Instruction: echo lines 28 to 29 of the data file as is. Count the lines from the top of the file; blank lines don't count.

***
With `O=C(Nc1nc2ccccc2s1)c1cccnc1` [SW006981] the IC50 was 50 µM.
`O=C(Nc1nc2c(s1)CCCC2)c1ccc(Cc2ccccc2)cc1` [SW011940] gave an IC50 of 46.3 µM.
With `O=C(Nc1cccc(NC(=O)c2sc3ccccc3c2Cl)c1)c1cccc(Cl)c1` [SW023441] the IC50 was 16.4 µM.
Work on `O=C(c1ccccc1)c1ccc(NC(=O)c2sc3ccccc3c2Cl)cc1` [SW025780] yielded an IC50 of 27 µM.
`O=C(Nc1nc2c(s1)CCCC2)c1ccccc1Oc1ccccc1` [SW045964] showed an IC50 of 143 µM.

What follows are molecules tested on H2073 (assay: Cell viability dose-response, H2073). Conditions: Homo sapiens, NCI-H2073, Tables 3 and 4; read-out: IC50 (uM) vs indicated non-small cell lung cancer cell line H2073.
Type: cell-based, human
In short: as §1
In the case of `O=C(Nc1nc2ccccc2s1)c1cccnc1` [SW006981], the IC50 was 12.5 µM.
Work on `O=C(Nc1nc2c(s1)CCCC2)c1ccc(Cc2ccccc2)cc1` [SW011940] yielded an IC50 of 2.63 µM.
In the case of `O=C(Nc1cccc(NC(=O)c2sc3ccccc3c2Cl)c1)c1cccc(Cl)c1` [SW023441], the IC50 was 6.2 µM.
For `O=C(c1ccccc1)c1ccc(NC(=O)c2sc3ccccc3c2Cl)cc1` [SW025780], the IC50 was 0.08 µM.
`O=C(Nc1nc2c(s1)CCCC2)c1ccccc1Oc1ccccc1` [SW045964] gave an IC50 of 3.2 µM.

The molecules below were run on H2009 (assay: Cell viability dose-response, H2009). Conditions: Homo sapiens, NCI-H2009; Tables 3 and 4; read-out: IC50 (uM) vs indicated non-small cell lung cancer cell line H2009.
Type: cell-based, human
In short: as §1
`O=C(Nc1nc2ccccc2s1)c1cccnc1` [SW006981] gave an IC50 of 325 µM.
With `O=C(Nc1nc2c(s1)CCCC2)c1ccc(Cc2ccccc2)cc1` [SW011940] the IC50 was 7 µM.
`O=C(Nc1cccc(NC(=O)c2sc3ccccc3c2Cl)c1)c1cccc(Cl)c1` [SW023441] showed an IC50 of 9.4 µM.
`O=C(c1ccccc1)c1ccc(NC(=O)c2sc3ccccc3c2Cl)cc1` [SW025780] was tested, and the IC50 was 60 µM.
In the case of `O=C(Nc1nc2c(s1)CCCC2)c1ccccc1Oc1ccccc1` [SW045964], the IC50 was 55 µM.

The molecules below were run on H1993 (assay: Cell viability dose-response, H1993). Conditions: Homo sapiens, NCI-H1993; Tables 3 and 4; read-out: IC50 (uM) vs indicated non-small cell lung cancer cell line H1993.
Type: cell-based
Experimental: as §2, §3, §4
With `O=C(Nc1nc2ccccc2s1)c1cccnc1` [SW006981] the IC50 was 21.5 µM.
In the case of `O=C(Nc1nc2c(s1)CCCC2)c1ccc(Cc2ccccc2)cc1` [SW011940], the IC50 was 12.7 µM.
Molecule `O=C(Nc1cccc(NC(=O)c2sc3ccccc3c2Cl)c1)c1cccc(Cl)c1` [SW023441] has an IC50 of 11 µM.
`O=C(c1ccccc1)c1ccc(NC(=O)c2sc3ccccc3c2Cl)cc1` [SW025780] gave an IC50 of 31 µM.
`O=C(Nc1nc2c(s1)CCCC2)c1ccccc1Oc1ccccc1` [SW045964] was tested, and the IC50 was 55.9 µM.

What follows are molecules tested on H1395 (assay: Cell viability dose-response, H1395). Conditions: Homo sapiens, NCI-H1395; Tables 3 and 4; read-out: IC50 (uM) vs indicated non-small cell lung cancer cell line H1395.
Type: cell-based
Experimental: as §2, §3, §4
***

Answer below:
`O=C(c1ccccc1)c1ccc(NC(=O)c2sc3ccccc3c2Cl)cc1` [SW025780] gave an IC50 of 31 µM.
`O=C(Nc1nc2c(s1)CCCC2)c1ccccc1Oc1ccccc1` [SW045964] was tested, and the IC50 was 55.9 µM.